Christians have felt enjoined to live as Jesus lived. However, who was Jesus, and how does one go about living as he did? He is, says Pelikan, the Jesus portrayed in the Gospels, which are largely drawn from an oral tradition among those who knew Jesus during his life. The oral tradition among synagogues and early churches therefore predated not only the Gospels but also the epistles of Saint Paul.
On some issues, the New Testament sources appear to have fostered conflicting answers so that succeeding centuries took opposing sides of an issue. For example, Pelikan notes that the role initially attributed to Jesus was that of a first century rabbi bringing Jews a new law. Pelikan suggests that the image of Jesus as rabbi foreshadowed the controversy between Peter and Paul—the former as leader of the early Christian Jewish sect, the latter as leader of a church independent of Judaism. The differences between Peter and Paul evolved into the tension between Catholicism (traceable to Peter as the first pope) and Protestantism (traceable to Martin Luther’s interpretation of Paul’s epistles).
In addition, Christians have pondered the relationship between Christians and Jews. Are they of allied, or opposing, religions? Did Christianity grow out of Messianic Judaism, or were the Jews “Christ killers” because they gave Jesus up to the Romans for crucifixion? This is not idle speculation, but an ethical issue of great consequence, the answer to which can profoundly influence Christian behavior toward non-Christians. Pelikan was moved to ponder whether anti-Semitism would have been less widespread if Christians paying tribute to Mary as the Mother of God had also perceived her, and artists had created her image, as a Jewish maiden, “the new Miriam.”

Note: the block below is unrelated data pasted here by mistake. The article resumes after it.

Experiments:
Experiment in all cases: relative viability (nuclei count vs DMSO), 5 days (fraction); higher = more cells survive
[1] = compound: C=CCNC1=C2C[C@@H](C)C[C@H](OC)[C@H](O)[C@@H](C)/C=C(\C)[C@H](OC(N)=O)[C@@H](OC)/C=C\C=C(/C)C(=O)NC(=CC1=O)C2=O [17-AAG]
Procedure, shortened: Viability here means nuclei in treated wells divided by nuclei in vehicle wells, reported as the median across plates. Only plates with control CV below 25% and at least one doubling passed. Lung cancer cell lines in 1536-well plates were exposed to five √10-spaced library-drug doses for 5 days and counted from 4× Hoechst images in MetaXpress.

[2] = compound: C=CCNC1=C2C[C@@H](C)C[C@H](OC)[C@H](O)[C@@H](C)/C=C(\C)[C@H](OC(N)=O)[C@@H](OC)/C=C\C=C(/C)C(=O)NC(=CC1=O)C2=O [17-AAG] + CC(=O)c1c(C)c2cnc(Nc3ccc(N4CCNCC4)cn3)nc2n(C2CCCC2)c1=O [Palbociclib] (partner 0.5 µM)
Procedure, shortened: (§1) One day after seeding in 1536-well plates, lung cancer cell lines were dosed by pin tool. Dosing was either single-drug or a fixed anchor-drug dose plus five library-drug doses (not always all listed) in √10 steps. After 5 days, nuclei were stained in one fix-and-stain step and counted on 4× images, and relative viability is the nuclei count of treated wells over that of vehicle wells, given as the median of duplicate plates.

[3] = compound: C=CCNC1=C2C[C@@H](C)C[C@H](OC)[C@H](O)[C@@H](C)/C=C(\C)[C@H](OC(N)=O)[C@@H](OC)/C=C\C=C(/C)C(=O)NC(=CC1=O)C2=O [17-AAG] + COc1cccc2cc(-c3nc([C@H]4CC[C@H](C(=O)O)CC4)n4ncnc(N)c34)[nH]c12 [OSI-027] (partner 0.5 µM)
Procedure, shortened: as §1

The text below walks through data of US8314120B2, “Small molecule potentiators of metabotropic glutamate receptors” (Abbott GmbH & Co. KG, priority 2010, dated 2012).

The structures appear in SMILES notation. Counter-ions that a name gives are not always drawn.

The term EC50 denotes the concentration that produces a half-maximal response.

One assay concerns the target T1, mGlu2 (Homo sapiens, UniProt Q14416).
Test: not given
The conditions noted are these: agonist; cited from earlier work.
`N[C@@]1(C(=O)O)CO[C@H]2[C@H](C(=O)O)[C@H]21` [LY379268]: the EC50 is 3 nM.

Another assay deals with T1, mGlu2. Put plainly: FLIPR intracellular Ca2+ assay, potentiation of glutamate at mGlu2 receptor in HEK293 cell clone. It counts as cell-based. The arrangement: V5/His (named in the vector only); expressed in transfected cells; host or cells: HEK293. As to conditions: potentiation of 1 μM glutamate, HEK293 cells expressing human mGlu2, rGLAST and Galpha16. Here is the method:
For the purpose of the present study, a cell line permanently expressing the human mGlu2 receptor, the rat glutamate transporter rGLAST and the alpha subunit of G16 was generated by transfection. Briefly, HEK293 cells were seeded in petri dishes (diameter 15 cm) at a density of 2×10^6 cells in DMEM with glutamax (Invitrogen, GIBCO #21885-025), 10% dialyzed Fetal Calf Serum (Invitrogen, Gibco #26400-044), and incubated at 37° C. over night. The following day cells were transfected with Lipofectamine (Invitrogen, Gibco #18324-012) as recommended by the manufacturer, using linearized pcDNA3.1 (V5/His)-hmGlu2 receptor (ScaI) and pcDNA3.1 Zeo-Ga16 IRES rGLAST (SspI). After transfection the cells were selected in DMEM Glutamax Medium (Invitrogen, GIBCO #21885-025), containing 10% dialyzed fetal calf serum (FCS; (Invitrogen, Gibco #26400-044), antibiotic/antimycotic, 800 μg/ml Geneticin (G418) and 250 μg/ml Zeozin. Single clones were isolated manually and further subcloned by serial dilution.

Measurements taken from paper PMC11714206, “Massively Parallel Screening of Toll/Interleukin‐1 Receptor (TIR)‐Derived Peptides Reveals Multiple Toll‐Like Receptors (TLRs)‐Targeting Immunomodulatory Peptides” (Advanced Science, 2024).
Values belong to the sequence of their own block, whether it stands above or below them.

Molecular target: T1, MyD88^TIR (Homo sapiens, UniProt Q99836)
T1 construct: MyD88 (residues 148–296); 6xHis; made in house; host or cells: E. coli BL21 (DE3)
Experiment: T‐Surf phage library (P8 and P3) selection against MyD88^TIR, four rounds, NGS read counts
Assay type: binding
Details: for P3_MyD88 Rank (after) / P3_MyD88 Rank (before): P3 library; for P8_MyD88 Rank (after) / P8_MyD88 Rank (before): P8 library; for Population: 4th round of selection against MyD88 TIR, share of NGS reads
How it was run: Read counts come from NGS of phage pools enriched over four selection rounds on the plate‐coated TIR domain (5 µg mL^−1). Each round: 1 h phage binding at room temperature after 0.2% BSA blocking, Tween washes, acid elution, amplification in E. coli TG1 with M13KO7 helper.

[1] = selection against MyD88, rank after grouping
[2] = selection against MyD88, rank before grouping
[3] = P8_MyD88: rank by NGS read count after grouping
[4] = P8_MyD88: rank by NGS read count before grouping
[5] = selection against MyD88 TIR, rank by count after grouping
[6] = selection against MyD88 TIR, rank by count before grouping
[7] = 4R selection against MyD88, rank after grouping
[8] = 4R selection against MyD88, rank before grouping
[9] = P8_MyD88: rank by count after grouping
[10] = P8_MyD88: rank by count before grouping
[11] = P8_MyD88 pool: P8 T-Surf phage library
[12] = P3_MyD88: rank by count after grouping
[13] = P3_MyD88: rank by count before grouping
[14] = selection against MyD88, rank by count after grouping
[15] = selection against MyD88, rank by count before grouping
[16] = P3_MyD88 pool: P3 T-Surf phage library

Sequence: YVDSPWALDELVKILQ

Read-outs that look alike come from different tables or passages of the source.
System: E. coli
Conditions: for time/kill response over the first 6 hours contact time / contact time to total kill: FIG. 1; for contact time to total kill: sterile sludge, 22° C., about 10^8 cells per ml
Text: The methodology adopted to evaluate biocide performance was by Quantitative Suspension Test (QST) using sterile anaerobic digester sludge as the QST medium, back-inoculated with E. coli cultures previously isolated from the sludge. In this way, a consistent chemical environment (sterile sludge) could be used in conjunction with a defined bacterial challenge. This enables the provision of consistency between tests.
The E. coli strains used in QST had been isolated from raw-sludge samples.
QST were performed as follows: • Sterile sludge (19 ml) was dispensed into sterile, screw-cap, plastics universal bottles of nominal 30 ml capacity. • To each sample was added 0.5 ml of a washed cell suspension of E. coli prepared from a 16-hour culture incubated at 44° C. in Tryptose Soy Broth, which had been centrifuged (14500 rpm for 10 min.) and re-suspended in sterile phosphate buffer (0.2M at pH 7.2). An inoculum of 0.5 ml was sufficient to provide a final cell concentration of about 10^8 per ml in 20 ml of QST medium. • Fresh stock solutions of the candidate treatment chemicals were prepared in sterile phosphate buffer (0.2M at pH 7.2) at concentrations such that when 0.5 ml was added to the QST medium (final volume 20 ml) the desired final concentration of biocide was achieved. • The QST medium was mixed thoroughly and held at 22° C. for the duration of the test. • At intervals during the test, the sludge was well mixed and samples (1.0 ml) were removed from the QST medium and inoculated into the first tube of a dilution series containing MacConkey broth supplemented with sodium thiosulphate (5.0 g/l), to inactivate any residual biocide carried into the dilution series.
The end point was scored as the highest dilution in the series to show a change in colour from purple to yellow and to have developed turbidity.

Actually, Jesus’ teachings went far beyond traditional rabbinical precepts. His immediate followers believed the new...
(The entire section is 778 words.)